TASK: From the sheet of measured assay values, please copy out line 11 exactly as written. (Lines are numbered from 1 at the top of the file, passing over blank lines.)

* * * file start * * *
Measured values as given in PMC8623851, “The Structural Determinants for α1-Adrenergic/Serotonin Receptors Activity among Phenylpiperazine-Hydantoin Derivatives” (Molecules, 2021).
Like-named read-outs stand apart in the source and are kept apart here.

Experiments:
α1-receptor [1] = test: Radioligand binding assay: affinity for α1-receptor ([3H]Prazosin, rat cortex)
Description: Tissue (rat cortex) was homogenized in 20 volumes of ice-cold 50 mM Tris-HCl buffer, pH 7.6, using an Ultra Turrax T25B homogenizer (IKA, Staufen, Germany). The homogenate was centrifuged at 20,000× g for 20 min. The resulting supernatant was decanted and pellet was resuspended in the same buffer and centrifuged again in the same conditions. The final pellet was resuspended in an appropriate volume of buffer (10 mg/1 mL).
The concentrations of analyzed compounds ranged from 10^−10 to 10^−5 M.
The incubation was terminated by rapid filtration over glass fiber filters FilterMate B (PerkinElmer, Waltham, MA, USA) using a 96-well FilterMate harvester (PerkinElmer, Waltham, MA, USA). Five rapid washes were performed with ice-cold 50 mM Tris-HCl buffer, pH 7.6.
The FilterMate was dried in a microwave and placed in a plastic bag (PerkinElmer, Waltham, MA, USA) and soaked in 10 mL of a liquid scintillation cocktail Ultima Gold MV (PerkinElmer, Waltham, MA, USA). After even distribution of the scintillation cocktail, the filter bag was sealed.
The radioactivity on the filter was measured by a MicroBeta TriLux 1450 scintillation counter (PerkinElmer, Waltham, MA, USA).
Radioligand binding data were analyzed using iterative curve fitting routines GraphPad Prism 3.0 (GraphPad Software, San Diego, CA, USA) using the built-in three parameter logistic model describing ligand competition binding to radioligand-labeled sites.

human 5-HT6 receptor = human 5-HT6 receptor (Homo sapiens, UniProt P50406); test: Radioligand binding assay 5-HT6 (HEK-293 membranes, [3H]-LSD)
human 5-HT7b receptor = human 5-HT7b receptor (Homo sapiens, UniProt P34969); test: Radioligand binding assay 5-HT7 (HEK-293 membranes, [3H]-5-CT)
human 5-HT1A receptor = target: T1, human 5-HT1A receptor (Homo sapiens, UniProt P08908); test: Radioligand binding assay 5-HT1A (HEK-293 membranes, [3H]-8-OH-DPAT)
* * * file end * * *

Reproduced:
human 5-HT6 receptor = human 5-HT6 receptor (Homo sapiens, UniProt P50406); test: Radioligand binding assay 5-HT6 (HEK-293 membranes, [3H]-LSD)